Presentation on theme: "Road to revolution. Proclamation Act 1763 Colonists must pay for protection from British army, for war just concluded, taxed without any say. Forbidden."— Presentation transcript:
Road to revolution
Proclamation Act 1763 Colonists must pay for protection from British army, for war just concluded, taxed without any say. Forbidden to travel beyond line down Appalachians.
Writs of Assistance British tired of colonists smuggling (business men like John Hancock earned his wealth by smuggling) Laws are passed to allow British govt the right to search for illegal goods on colonists property Colonists take it to court –James Otis presented Colonist POV –Otis loses, but his arguments are well-received by colonists. –Main point was everyone has a right to privacy
Grenville Program (Revenue Act of 1764 or Sugar Act) Lowered Tax on sugar to increase revenue Undercut colonists smugglers profits
Stamp Act of 1765 Excise tax –All printed materials, including newspapers were taxed –News industry did not like it, so they protested in print, wrote bad things about England.
Virginia Resolution Written by Patrick Henry in response to Stamp Act Asked for resistance to stamp act Took well in Boston –People broke into Gov. Hutchinsons home and trashed it –Broke into Stamp distributors house – he quit –Others followed and did the same to local stamp distributors –Groups becomes basis for Sons of Liberty (Paul Revere the most famous) Parliament does, and Act is repealed
Declaratory Act Said English would pass any law they want to control the colonies Colonists ignored these laws just as they had the Stamp Act
Townshend Acts He replaces Grenville, and places taxes on goods to raise money (five items taxed) –Glass, paper, paint, lead, tea Money raised goes to pay the governors (who were appointed by the King)
S of L complain By England paying the govs, they lose leverage (they had paid them originally) British send in troops to Boston to enforce authority of governor. Samuel Adams, above, and Paul Revere became two of the leaders of the Sons of Liberty movement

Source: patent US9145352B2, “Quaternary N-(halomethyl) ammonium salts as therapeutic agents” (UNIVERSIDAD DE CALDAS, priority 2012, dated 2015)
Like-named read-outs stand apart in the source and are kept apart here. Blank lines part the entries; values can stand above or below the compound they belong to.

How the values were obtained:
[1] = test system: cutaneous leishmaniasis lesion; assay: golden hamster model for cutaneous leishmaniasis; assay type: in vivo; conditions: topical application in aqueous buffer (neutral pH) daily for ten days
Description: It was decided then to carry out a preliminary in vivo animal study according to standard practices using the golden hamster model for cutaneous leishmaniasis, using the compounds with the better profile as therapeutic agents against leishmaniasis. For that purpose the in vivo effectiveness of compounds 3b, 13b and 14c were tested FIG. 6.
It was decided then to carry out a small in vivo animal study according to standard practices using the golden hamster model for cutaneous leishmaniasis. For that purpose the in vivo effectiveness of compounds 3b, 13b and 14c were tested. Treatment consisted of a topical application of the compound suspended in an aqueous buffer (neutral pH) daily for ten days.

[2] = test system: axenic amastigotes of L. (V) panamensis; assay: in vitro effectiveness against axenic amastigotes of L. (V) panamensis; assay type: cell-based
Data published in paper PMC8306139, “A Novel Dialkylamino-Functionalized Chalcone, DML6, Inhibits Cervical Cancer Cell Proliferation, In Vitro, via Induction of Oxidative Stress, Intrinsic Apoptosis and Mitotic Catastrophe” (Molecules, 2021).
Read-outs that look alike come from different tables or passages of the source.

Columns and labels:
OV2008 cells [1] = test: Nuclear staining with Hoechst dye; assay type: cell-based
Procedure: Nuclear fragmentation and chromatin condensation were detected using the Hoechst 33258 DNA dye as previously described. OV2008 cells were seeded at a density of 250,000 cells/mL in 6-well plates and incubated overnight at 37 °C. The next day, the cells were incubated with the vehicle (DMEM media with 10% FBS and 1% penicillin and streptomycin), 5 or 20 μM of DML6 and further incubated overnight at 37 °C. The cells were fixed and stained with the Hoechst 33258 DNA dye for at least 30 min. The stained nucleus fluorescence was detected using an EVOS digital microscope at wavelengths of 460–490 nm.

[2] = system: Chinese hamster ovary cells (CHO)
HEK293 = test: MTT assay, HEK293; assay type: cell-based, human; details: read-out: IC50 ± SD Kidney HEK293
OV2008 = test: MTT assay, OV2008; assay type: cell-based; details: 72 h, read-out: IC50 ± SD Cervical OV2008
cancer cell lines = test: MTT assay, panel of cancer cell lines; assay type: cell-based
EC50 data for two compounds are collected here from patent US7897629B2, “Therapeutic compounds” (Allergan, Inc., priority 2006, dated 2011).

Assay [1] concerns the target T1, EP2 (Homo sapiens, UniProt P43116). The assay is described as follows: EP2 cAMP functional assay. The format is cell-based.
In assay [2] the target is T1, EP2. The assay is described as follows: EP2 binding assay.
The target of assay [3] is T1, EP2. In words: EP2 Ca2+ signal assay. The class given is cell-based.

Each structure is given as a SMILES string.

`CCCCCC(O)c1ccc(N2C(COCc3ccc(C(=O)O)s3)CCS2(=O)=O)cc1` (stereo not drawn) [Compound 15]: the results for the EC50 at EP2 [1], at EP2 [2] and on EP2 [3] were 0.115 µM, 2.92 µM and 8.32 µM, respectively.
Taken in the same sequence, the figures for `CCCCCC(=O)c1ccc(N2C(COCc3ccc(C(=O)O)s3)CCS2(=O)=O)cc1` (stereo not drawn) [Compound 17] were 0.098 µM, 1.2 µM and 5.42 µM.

Boston Massacre (March 5, 1770) Change of shifts of Boston Troops outside of a Boston Tavern. Colonists verbally and physically harass the troops Shots fired by troops, five men killed (Crispus Attucks, a black man was the first to die)
Sam Adams calls it the Boston Massacre Paul Revere engraving romanticizes it John Adams represents the British SoldiersAll acquitted except for two light sentences
, things go pretty quietly
Boston Tea Party 1773, British reorganize the failing British, East India Company. –Makes monopoly for tea in America –Lowers prices to undercut smugglers –Seen by colonists as a way to make them pay tea tax. Colonists boycott English tea
Ship, Dartmouth lands in Boston Harbour Sons of Liberty wont let it be unloaded Hutchinson wont let it go unloaded Announced that the ship had to be unloaded by Dec. 16, 1773
Meeting held on Dec 15, at Faneuil Hall. Huge gathering of S of L members People marched out, some dressed as Indians, and boarded the ship, and dumped the tea into the harbour Similar incidents happened up and down the coast.
Coercive Acts / Intolerable Acts Series of laws passed after the Boston Tea Party –Closed the port of Boston (until the tea was paid for) –Massachusetts Government Act (took away the MA charter, assemblies outlawed, run by the military)
–Quartering Act Number of soldiers in Boston increased People forced to allow soldiers in their homes –Justice Act Any soldier accused of breaking a law would be tried in Britain
–Quebec Act Civilians given rule Extended religious freedom to Catholics (scares puritan based colonies) Extends border to Ohio River Angers VA in particular
First Continental Congress, Philadelphia (fall of 1774) Reps sent from all colonies Resolution sent to the king, complaining about their rights Refuse to import British goods if nothing is done.
By spring of 75, they stop exporting to Britain This is an open defiance of British Authority
Committees of Correspondence Authored by Mercy Warren (sister of James Otis) Underground network of spreading ideas during revolution Also leads to colonists outward display of American Way –Branches such as the committee of safety
Royal governments dissolve British put more military pressure on New England colonies Colonists begin developing armories, and collecting stashes of arms for possible military conflict British know of these armories
April 19, 1775 General Gates sends troops to confiscate arms stored in Concord, MA Alerts are made to mobilize militias (minute men) by the likes of Paul Revere and William Dawes. Old North Church: lookout for approaching British Troops
Lexington Green 8 men killed, colonists turn and run (Revere captured, Dawes makes run to Concord) in Concord, all guns are hidden, British set the armory on fire
As they retreated over the Concord Bridge, colonists engaged the British. They continued to shoot at them on their retreat from behind trees and rocks. The Shots heard around the World The beginning of the American Revolution.